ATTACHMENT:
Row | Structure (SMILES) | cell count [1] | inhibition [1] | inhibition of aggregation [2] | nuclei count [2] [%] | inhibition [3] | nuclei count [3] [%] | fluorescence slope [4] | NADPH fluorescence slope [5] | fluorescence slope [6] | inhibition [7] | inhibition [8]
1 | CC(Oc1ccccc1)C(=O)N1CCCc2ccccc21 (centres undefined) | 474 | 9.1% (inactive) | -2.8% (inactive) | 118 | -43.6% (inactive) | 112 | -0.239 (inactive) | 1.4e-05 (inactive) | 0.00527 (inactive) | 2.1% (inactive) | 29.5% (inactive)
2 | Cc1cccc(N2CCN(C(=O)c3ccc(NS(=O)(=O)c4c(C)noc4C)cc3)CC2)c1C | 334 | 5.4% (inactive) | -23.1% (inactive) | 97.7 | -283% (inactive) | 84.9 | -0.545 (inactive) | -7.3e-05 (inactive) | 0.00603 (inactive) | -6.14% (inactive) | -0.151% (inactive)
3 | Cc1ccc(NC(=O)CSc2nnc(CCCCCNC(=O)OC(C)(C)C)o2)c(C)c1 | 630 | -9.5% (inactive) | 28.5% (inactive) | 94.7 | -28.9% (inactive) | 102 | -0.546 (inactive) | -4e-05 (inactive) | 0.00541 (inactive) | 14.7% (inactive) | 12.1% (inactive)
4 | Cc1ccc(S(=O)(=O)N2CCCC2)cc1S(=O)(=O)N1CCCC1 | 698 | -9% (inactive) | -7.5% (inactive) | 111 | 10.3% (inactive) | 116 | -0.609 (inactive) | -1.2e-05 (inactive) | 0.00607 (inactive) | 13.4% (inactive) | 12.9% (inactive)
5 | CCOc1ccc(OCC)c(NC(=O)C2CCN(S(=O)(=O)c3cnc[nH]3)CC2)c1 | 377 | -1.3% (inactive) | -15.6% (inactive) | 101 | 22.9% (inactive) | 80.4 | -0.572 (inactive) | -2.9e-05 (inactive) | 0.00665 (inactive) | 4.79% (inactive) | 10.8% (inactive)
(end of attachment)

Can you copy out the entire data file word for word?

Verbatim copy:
Row | Structure (SMILES) | cell count [1] | inhibition [1] | inhibition of aggregation [2] | nuclei count [2] [%] | inhibition [3] | nuclei count [3] [%] | fluorescence slope [4] | NADPH fluorescence slope [5] | fluorescence slope [6] | inhibition [7] | inhibition [8]
1 | CC(Oc1ccccc1)C(=O)N1CCCc2ccccc21 (centres undefined) | 474 | 9.1% (inactive) | -2.8% (inactive) | 118 | -43.6% (inactive) | 112 | -0.239 (inactive) | 1.4e-05 (inactive) | 0.00527 (inactive) | 2.1% (inactive) | 29.5% (inactive)
2 | Cc1cccc(N2CCN(C(=O)c3ccc(NS(=O)(=O)c4c(C)noc4C)cc3)CC2)c1C | 334 | 5.4% (inactive) | -23.1% (inactive) | 97.7 | -283% (inactive) | 84.9 | -0.545 (inactive) | -7.3e-05 (inactive) | 0.00603 (inactive) | -6.14% (inactive) | -0.151% (inactive)
3 | Cc1ccc(NC(=O)CSc2nnc(CCCCCNC(=O)OC(C)(C)C)o2)c(C)c1 | 630 | -9.5% (inactive) | 28.5% (inactive) | 94.7 | -28.9% (inactive) | 102 | -0.546 (inactive) | -4e-05 (inactive) | 0.00541 (inactive) | 14.7% (inactive) | 12.1% (inactive)
4 | Cc1ccc(S(=O)(=O)N2CCCC2)cc1S(=O)(=O)N1CCCC1 | 698 | -9% (inactive) | -7.5% (inactive) | 111 | 10.3% (inactive) | 116 | -0.609 (inactive) | -1.2e-05 (inactive) | 0.00607 (inactive) | 13.4% (inactive) | 12.9% (inactive)
5 | CCOc1ccc(OCC)c(NC(=O)C2CCN(S(=O)(=O)c3cnc[nH]3)CC2)c1 | 377 | -1.3% (inactive) | -15.6% (inactive) | 101 | 22.9% (inactive) | 80.4 | -0.572 (inactive) | -2.9e-05 (inactive) | 0.00665 (inactive) | 4.79% (inactive) | 10.8% (inactive)